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Abstract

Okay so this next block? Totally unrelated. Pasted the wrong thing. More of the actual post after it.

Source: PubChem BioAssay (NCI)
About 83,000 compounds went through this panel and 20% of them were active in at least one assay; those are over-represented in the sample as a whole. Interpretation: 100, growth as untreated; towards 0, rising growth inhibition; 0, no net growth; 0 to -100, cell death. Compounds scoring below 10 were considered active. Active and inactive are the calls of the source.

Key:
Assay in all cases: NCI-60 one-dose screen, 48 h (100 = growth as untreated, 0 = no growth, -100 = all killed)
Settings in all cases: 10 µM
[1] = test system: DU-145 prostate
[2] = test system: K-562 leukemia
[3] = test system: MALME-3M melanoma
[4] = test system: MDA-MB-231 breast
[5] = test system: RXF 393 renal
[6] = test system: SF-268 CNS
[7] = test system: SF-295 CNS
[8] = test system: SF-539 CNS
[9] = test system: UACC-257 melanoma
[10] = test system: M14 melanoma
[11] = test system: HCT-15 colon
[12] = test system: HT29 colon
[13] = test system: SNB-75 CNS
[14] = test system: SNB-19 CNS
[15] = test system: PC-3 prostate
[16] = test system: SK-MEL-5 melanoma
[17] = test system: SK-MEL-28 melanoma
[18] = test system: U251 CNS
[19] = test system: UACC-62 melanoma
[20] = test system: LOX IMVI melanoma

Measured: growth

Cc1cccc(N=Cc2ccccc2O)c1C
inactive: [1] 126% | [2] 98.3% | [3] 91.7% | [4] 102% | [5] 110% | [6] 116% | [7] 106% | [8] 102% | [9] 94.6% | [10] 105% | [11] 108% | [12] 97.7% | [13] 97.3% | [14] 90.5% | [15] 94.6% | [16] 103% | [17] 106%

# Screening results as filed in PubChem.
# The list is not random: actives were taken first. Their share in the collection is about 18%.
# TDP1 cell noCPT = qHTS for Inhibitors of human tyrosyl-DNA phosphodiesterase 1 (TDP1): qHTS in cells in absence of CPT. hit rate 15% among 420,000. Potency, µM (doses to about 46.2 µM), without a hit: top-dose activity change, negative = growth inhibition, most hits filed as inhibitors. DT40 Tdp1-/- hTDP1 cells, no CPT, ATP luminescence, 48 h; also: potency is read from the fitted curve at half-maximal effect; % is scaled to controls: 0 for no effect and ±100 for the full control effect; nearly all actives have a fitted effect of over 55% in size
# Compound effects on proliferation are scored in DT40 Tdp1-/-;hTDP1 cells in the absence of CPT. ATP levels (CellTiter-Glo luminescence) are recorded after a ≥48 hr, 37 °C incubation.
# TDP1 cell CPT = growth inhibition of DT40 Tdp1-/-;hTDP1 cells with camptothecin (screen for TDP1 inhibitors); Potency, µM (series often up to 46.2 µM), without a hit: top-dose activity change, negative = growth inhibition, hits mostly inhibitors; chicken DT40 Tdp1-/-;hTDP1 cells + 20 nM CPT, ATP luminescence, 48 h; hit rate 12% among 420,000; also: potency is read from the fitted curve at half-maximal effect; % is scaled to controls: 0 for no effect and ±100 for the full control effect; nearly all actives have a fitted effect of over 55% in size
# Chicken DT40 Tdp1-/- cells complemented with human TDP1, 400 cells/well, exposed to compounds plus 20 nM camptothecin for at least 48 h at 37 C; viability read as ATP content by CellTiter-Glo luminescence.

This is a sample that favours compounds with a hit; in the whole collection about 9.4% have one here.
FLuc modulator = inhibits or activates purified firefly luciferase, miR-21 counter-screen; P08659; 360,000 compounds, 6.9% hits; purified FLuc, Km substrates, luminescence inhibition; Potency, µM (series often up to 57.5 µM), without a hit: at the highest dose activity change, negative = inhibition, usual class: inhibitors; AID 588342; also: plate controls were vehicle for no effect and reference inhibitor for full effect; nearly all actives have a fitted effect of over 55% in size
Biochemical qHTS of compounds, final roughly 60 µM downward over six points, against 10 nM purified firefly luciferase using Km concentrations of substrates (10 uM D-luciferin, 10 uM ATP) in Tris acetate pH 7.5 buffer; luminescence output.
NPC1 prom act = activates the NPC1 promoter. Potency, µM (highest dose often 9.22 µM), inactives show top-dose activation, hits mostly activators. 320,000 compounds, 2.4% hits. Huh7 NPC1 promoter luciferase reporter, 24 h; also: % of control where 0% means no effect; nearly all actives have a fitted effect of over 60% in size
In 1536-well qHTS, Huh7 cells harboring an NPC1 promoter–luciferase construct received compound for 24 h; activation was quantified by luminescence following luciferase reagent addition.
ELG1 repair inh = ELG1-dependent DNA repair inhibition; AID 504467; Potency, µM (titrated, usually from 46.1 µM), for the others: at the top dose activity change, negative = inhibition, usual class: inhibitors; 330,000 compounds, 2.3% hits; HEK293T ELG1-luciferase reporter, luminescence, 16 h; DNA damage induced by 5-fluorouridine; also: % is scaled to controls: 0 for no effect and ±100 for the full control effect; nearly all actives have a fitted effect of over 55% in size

Many property-casualty insurers are subject to an elaborate state-based regulatory regime that enforces prohibitions against "excessive" and "unfairly discriminatory" rates. Extensive economics research suggests that this regulation is not in the public interest. Building on this literature, this Essay suggests that insurance rate regulation evolved out of a set of market and regulatory conditions that no longer prevail in most property-casualty insurance markets. The persistence of traditional insurance rate regulation in many states thus represents a failure of these jurisdictions to evolve along with the markets they oversee.

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